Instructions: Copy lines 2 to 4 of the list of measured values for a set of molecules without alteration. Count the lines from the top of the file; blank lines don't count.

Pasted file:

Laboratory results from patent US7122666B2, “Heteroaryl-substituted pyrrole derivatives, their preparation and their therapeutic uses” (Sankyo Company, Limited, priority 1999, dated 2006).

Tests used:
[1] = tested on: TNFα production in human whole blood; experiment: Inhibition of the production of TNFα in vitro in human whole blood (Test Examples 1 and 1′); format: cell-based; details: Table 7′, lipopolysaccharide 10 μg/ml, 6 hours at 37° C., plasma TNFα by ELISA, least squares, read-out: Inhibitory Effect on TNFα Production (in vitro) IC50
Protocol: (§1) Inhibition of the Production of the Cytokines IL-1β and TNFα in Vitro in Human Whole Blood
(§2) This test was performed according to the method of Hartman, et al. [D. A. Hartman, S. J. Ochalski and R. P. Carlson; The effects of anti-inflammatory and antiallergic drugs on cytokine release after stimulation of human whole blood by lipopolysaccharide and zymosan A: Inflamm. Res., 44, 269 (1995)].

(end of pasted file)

Tests used:
[1] = tested on: TNFα production in human whole blood; experiment: Inhibition of the production of TNFα in vitro in human whole blood (Test Examples 1 and 1′); format: cell-based; details: Table 7′, lipopolysaccharide 10 μg/ml, 6 hours at 37° C., plasma TNFα by ELISA, least squares, read-out: Inhibitory Effect on TNFα Production (in vitro) IC50
Protocol: (§1) Inhibition of the Production of the Cytokines IL-1β and TNFα in Vitro in Human Whole Blood